Eye Strain: Glamcor vs Ring Light vs Magnifying Glasses
Hey Lash Baes!!
If you're anything like me, you are craving lash content - all day, every day!!! I started a YouTube channel a few months ago but it has been mainly to explain how to use products and for adding videos to product descriptions on the online shop. I though I'd write a bit for those Lash Baes who need more. I know I enjoy reading, watching and listening to all things lash related so why not include some extra content for those who need more like me?!
So a great topic that people ask me about often is lighting and eye strain. What can we do to lash faster, ensure clean isolation and guarantee our own longevity as lash artists? Invest in great lighting!
The best lighting is natural light. However, we can't all lash in front of floor to ceiling windows overlooking the ocean. And what do you do for lashing after dark!? My first lash studio was in a random nook with no windows. Yes, the space had a view of the Bow River in Calgary but guess what - the little area I had for lashing was dark and windowless. I was still reeling from the set up cost of starting my little lash business so when it came to lighting I was not about to splurge. I went on Amazon and found a LED desk lamp that looked like it could do the trick. Never mind the fact that it was not big enough to lean right over the client... never mind that it clearly wasn't producing enough light. The price was right and I could balance it on a nearby desk so it was the lamp for me.
Guess what was also for me? Headaches! I was new at lashing so I was hardly blinking, straining my eyes to see every lash and I didn't have enough light. Lashes were not sticking the first time I tried so you better believe I wasn't about to blink until that lash stuck! So on top of the physical stress my body was under, there was the emotional stress of the unrealistic time constraints and wanting to please clients plus my eyes began to ache every time and my head would be pounding after just one client.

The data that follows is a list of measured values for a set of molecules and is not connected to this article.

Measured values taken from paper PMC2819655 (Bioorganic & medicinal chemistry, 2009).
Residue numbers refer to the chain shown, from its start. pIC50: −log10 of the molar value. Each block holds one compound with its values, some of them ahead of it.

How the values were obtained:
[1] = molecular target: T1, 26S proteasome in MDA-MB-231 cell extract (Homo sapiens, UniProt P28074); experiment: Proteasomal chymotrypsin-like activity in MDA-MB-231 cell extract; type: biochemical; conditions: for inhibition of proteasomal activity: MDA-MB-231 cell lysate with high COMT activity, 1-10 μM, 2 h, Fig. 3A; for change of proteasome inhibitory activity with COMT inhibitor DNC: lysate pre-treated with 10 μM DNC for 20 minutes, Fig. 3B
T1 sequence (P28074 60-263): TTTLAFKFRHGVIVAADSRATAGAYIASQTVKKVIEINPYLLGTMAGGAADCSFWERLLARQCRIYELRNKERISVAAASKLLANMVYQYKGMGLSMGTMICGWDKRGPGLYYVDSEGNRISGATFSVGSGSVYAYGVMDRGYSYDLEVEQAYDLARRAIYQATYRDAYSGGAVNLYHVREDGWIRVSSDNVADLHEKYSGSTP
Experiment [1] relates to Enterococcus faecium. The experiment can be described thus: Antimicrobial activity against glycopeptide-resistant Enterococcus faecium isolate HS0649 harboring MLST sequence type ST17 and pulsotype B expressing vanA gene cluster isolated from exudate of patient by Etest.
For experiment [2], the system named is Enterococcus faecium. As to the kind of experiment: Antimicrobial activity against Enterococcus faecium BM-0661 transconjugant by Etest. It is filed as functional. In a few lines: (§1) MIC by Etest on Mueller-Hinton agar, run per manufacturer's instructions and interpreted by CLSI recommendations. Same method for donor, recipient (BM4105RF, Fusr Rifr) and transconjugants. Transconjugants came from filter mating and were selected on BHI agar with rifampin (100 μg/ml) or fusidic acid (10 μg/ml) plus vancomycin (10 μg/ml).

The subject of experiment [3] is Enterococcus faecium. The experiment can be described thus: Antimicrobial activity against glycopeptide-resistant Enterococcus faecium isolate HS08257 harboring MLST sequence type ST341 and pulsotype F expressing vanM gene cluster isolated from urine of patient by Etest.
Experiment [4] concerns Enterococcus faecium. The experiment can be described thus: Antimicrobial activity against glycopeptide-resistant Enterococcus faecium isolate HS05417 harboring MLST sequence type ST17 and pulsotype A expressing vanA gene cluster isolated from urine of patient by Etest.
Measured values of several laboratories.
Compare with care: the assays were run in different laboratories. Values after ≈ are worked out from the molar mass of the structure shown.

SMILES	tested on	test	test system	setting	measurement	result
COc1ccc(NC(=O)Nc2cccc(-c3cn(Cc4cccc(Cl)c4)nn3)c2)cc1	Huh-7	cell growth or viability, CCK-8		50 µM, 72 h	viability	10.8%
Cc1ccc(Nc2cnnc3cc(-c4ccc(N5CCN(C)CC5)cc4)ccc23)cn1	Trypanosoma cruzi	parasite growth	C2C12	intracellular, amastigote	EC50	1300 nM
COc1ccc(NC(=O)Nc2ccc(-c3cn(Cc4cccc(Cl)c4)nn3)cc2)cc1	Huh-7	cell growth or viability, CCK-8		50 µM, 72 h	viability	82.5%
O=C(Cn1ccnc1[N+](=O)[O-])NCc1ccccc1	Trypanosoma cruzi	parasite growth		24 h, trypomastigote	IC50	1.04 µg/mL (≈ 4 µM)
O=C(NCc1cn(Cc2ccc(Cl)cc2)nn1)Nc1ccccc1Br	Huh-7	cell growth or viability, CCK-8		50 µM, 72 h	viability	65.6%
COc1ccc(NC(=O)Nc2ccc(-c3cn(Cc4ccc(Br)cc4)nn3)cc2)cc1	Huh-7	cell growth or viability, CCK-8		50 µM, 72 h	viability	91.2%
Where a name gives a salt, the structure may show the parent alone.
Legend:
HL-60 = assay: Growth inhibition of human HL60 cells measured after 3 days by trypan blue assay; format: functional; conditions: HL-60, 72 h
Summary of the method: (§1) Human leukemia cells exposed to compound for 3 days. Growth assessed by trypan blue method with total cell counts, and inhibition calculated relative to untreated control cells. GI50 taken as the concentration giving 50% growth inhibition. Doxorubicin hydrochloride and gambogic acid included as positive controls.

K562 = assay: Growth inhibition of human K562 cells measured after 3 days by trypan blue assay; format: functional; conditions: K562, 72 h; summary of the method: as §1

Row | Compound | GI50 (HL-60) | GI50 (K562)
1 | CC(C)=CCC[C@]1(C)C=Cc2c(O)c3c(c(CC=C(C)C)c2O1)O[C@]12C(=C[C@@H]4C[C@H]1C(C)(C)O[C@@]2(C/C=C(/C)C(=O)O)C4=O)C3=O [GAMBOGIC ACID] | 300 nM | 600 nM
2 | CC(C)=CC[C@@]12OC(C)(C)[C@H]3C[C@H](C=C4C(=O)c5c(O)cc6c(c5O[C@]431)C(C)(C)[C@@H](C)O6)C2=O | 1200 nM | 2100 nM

My Experience with Magnifiers
My posture was terrible of course but the vision thing really worried me. There began the search for magnifying glasses. Before too long, I had 3 pairs. One had a built in light and interchangeable lenses. I found it really heavy on my face so I took the batteries out. The other one looked like regular glasses and magnified 2x and the last one sort of sat farther from the face. All of them were alright for classic lashing but when I got to volume lashing, the looking back and forth began to hurt my head. Later, I did hear from other lash artists that these glasses ruined their vision so I am glad that I gave up on the glasses. I think every lash tech has a different experience with them but for me, risking undoing the Lasik corrective eye surgery was not worth it.
Months later, I finally decided to splurge on a Glamcor light. I chose the one with two lamps. It was amazing how much easier lashing became! I could finally see those baby lashes. My headaches stopped and my eyes stopped hurting. Soon after, I found a ring light on Amazon and I was in heaven! The combination of the two lights changed everything. I could finally relax while lashing. Not to mention my picture quality improved greatly.
Conclusion on Glamcor vs Ring Light
Both lights are great but the ease of use and the brightness of the ring light makes it my favorite. It's cost effective and classic. In my opinion, the smaller version is better for lashing since the light is more concentrated in the small area. I will say that the Glamcor is better for swivelling to the side so that your client can lay down or get up. The ring light must be moved from the base - picked up and put down to get it out of the way. Another thing to note is that the Glamcor has a tap system for switching it on. It requires 5 taps to turn it on to its max brightness but if you don't count the taps you'll end up tapping one time too many and it will turn off... so there are many times I am tapping endlessly, not sure if I'm at the max brightness only to turn it off and having to keep tapping to get it on again. For this reason alone I do prefer the small ring light. I believe it's the 14 inch one. I should mention that you can increase client comfort by turning on the lights only after their eye pads have been placed and their eyes are closed. I like to also turn the lights off when removing their eye pads so that when they open their eyes the harsh, bright lights won't shine right in there causing them discomfort.
Additional Tricks to Reduce Eye Strain
Still having problems with eye strain? In Calgary we have super dry air. Our eyes dry out so easily - even with the humid environment we create for our lash rooms. Be sure to lubricate your eyes with artificial tears if needed. Try using drops before bed, when you wake up and as needed during the day. I find my vision gets blurry during lashing if my eyes have dried out. Another thing to try is give your eyes a break and focus on an object in the distance while you shake your glue to dispense a new drop. That 10-20 seconds you use shake your glue bottle is a great mini break to rest your eyes and straighten up your back.
What's your experience with lighting? I've seen lash techs use that white reflector umbrella thing that photographers use to help reflect the light. Have any tips or tricks on lighting? Let me know in the comments.